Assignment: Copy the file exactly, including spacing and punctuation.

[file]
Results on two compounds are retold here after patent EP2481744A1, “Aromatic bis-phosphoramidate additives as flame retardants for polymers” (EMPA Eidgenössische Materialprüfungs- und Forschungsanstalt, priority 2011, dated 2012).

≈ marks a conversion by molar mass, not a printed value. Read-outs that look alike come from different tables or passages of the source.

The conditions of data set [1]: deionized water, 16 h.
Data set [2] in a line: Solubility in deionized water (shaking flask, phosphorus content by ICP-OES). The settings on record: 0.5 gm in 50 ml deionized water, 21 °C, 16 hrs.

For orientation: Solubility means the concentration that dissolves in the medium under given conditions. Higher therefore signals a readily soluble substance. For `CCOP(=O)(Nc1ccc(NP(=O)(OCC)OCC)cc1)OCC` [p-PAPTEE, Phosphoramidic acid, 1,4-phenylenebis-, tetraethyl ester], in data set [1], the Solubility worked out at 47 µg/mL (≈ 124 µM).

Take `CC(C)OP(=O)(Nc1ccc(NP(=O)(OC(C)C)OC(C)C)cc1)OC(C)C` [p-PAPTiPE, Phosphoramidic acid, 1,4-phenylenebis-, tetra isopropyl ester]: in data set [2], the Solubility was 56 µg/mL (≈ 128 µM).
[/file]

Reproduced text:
Results on two compounds are retold here after patent EP2481744A1, “Aromatic bis-phosphoramidate additives as flame retardants for polymers” (EMPA Eidgenössische Materialprüfungs- und Forschungsanstalt, priority 2011, dated 2012).

≈ marks a conversion by molar mass, not a printed value. Read-outs that look alike come from different tables or passages of the source.

The conditions of data set [1]: deionized water, 16 h.
Data set [2] in a line: Solubility in deionized water (shaking flask, phosphorus content by ICP-OES). The settings on record: 0.5 gm in 50 ml deionized water, 21 °C, 16 hrs.

For orientation: Solubility means the concentration that dissolves in the medium under given conditions. Higher therefore signals a readily soluble substance. For `CCOP(=O)(Nc1ccc(NP(=O)(OCC)OCC)cc1)OCC` [p-PAPTEE, Phosphoramidic acid, 1,4-phenylenebis-, tetraethyl ester], in data set [1], the Solubility worked out at 47 µg/mL (≈ 124 µM).

Take `CC(C)OP(=O)(Nc1ccc(NP(=O)(OC(C)C)OC(C)C)cc1)OC(C)C` [p-PAPTiPE, Phosphoramidic acid, 1,4-phenylenebis-, tetra isopropyl ester]: in data set [2], the Solubility was 56 µg/mL (≈ 128 µM).